A serene forest trail, views of the lofty Sahyadris and ancient Buddhist caves await you on a day trek
Located at the foot of a cliff in Raigad, roughly three hours from Mumbai, are a bunch of 23 Buddhist caves considered one of the oldest rock-cut temples of India. Until 5 AD, the Thanale caves were part of a trade route that snaked inland from the ancient port of Chaul, a Portuguese city near Mumbai. When the route changed, the caves were abandoned only to be rediscovered in 1890. If you're keen to explore these stone chambers, sign up for a day trek with Jungle Lore.
View from the Thanale caves
"The caves are over 2,000 years old. It's believed that punch-marked silver coins from the times of Emperor Ashoka were found here. In the past, we've conducted night treks to the caves. This time, we decided to organise a day trek," says Vishal Monga, member of the travel firm.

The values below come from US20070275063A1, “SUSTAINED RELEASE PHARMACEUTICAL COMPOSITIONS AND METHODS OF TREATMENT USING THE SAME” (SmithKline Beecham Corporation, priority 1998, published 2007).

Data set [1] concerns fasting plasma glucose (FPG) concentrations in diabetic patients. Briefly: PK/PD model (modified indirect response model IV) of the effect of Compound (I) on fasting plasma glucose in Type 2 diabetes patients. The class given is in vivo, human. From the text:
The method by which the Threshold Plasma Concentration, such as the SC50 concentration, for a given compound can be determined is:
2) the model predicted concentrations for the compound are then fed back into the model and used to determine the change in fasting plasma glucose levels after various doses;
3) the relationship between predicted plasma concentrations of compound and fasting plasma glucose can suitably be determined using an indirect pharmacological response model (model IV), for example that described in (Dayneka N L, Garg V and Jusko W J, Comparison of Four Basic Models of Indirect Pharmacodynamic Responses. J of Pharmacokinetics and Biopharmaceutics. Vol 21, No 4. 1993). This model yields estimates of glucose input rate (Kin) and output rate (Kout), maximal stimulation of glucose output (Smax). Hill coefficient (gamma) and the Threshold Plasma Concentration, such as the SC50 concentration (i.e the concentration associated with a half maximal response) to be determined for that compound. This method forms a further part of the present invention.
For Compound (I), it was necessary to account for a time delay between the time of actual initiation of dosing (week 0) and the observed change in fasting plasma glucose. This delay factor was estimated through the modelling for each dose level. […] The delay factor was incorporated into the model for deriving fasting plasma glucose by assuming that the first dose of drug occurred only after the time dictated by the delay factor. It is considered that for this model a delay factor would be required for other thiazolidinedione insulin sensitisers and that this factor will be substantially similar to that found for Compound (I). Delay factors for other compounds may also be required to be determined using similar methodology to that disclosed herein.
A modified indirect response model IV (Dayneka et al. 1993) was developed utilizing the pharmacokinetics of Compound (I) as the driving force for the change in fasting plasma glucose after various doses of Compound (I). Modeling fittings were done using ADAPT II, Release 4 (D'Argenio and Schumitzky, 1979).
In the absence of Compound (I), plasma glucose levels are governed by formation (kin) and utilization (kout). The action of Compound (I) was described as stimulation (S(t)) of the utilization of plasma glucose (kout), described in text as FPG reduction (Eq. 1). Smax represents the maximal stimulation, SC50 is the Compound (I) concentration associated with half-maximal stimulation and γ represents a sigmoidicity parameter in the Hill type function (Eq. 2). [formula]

The team has organised a bus to take you to the base village of Thanale, a few kilometres before Pali, from where the easy grade trek begins. As you hit the winding trail, you'll spot lush greenery, gushing waterfalls and picturesque views of the lofty Sahyadris. It takes roughly three hours to reach the caves.
The stupas inside Cave 3. Pic courtesy/Wikimedia Commons
"All the caves are cut in a row. Unfortunately, only six are accessible. The southernmost are inaccessible due to a roof collapse and boulders blocking the entrance. We will explore Cave 3 which contains 13 Buddhist stupas," Monga shares, adding that several other caves have stone carvings, including remnants of paintings, discovered by archaeologist MN Deshpande.
ON: July 2, 6 am to 8 pm
STARTING POINT: Borivali
LOG ON TO: junglelore.net
COST: Rs 2,500 (includes travel and meals)
Also Sign up
Looking for a digital detox? Pack your sleeping bag and join Jumpstart Outdoors for an evening trek and overnight stay in the caves. Wake up to the melodious sounds of the forest and enjoy breakfast in the woods.
FROM: July 8 to 9, 11 am onwards
STARTING POINT: SGNP Gate, Borivali (E).
COST: Rs 2,300
Did you know?
Back in the 1800s, Indian revolutionary Vasudev Balwant Phadke used the Thanale caves as a hideout to escape from the British.
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